• He wants to show us that we are not in control, He is.
  • He wants to demonstrate the superiority of a life lived in Him through us to a watching world.
  • He wants to demonstrate His power and grace through us.
  • He wants us to develop a new level of dependency on Him.

5.  God is never more close than when His children are suffering.

“When you pass through the waters, I will be with you; and through the rivers, they will not overflow you. When you walk through the fire, you will not be scorched, nor will the flame burn you” (Isaiah 43:2).

Believers in Jesus Christ often talk about the nearness of God in the midst of extreme difficulty. Of course, God is always with us, but He makes His presence known in such a sweet and tangible way in suffering. Perhaps its because we recognize our need for Him in a fresh way and we cry out to Him with greater urgency.

6.  We must determine from the start to cooperate with God in whatever He allows into our lives.

Whatever you are going through right now, will you make a decision to determine to cooperate with God? Don’t get angry, don’t complain, don’t lash out at others. Don’t run from God or try to fight with Him. Instead, recognize His sovereign hand and His goodness. Allow Him to do His work in you as you submit to Him.

7.  Remember, the suffering will not go on forever.

“For momentary, light affliction is producing for us an eternal weight of glory far beyond all comparison” (2 Corinthians 4:17).

“For I consider that the sufferings of this present time are not worthy to be compared with the glory that is to be revealed to us” (Romans 8:18).  

This pain that you are enduring is momentary. It will not go on forever.

Your suffering? It’s not worthy to even be compared to what awaits for you in heaven. When we get to heaven we will look back on the suffering in this life and know – beyond a shadow of a doubt – that it was worth it.

No matter what the future holds for you, believe that God is sovereign and He is good. Your trials do not change the character of God. So let’s determine together to watch expectantly for His work in the midst of suffering and yield to it.

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A Promise Kept … and teaching about suffering

A couple of months ago I promised God that if He ever gave me the opportunity to share about the work He’s doing in my life during this season of suffering, I would.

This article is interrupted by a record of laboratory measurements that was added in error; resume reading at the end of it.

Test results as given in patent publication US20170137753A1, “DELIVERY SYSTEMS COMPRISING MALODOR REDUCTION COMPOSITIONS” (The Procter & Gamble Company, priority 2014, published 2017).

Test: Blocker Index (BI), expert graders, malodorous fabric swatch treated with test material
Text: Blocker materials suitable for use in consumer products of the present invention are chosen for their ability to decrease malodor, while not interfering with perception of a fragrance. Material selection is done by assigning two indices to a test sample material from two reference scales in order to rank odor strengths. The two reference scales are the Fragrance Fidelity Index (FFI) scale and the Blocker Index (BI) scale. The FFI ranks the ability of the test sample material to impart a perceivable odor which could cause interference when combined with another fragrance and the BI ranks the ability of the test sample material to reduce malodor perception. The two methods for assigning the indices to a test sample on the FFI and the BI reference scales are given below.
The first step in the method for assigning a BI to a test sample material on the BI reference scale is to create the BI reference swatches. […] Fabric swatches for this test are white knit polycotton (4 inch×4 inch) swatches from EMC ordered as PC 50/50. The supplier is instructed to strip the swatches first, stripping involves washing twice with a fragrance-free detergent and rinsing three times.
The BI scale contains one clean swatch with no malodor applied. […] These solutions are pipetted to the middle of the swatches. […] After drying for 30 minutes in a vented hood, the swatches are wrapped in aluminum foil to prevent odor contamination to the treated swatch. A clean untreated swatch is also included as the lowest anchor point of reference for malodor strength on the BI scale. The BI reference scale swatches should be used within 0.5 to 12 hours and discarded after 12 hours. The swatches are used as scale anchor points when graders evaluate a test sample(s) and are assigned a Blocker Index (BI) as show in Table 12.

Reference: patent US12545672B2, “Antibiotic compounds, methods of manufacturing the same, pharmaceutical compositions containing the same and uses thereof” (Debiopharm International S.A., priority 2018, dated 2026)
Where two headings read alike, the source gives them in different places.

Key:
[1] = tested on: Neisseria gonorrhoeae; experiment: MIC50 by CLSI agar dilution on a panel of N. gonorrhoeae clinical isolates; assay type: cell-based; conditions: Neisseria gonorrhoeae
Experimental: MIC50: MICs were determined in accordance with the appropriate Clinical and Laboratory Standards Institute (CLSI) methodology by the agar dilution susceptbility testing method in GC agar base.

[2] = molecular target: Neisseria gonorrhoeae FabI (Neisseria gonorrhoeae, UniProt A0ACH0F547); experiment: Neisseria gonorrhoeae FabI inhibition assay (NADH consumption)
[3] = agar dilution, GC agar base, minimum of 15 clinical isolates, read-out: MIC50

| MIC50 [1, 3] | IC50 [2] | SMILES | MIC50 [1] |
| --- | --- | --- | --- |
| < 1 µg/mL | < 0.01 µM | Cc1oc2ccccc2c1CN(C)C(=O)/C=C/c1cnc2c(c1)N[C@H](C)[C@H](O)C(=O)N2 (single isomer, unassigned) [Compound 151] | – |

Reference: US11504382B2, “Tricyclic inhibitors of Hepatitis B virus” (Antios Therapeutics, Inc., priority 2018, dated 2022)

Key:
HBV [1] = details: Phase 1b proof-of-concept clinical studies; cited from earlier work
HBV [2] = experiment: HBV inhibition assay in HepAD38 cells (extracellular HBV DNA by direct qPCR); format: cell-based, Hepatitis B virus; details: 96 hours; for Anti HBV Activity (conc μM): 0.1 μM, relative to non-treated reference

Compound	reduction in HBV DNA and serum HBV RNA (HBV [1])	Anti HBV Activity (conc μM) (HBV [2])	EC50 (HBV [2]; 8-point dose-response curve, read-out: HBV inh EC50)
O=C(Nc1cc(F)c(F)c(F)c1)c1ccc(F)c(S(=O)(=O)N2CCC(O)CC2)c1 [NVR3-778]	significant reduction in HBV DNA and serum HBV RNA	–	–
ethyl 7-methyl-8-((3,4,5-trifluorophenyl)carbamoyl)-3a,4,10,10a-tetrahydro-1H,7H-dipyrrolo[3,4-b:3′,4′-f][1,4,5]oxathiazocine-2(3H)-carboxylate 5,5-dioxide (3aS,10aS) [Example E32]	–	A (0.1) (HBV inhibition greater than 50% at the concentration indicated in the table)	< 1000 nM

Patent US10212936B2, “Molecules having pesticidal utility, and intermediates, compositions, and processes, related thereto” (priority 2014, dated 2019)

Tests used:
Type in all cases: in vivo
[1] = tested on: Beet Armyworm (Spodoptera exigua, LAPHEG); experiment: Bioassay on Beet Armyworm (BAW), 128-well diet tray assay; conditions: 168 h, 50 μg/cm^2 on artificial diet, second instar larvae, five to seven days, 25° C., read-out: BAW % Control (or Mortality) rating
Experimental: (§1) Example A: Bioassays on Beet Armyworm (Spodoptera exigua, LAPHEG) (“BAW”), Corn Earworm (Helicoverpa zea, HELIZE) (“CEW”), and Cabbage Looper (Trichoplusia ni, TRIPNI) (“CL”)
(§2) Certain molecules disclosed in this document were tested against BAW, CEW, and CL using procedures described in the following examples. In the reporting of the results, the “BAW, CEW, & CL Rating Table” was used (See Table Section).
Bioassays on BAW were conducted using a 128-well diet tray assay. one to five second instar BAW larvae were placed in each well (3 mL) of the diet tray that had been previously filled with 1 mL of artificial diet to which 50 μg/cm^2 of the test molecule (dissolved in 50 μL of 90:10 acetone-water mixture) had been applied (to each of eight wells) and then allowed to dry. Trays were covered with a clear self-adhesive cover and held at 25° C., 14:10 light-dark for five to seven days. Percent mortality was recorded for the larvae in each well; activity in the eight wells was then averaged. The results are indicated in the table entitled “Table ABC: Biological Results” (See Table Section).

I kept my promise this past Sunday at Calvary United Church – a gracious and lovely group of people.

I shared about the death of my mom, my cancer diagnosis, and how God is teaching me about His purposes in the midst of suffering.

A Theology of Suffering

I humbly ask … would you listen to my testimony?

Praying it will be a blessing to you in the midst of your own hard times.

 

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What does your to do list say about you?

I passed by those stands eight times in four days before I finally stopped.

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They are dotting the country roads this time of year, tall stems of beautiful flowers in pails of water. Only pennies a bloom.

Every time I passed I wanted to stop, but I was in a hurry. Late for something. I told myself I couldn’t afford the time to stop.

Luxuries like taking roadside flowers and arranging them in a vase for the kitchen are reserved for those who aren’t so busy.

My to do list is long these days. Some of it is legitimate. Some of it self-imposed busyness and wishful thinking.

Its when I realized I was looking with envy at couples leisurely strolling down the sidewalk after dinner – and the pang of jealousy that came when I read her status update about laying on the trampoline with her kids watching shooting stars – that I realized something had to change.

And then this on the screen made me freeze –

“Your to do list shouldn’t always be about what you’re doing, but who you are becoming” (Glynnis Whitwer).

Somehow I’d lost sight of this … again.

God is always more interested in my character than my list of accomplishments. He always would have me choose people over tasks. He is more concerned about doing a work in me than me doing work.

And life is not an emergency.

We are not meant to run breathless from one activity to the next. We miss His presence, His voice, and His counsel when we are consumed with our lists.

And what if – just what if – our lists don’t match His? What if our plans are not His for us?

Father, forgive me.

So today I stopped – at every flower stand I saw along the way!

I choose the prettiest blooms. And instead of rushing in the door and starting the next thing, I carefully trimmed them, chose a glass vase, and spent some time arranging them in front of the windows.

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Yes, they are just flowers.

But they are more than that.

They are a constant reminder to pay more attention to who I am becoming than what I am getting accomplished.

(I have a feeling I might need to continually re-learn this).

(And yes I ordered the book!)

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When you want to purposefully and intentionally seek Him

They are searching for the prettiest stone.

On a beach several kilometers long and piled four feet deep with stones, the task seems overwhelming, but they are determined to find the best one.

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We come here once every few years, and the cool deep of this lake has a way of soothing the frenzy within me. With the outside world completely shut out (read: no phone service for 8 days!) and the Word speaking without distraction, my soul is calmed and refreshed.

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I’m sitting at the water’s edge and am struck by their excitement, anticipation, and eagerness.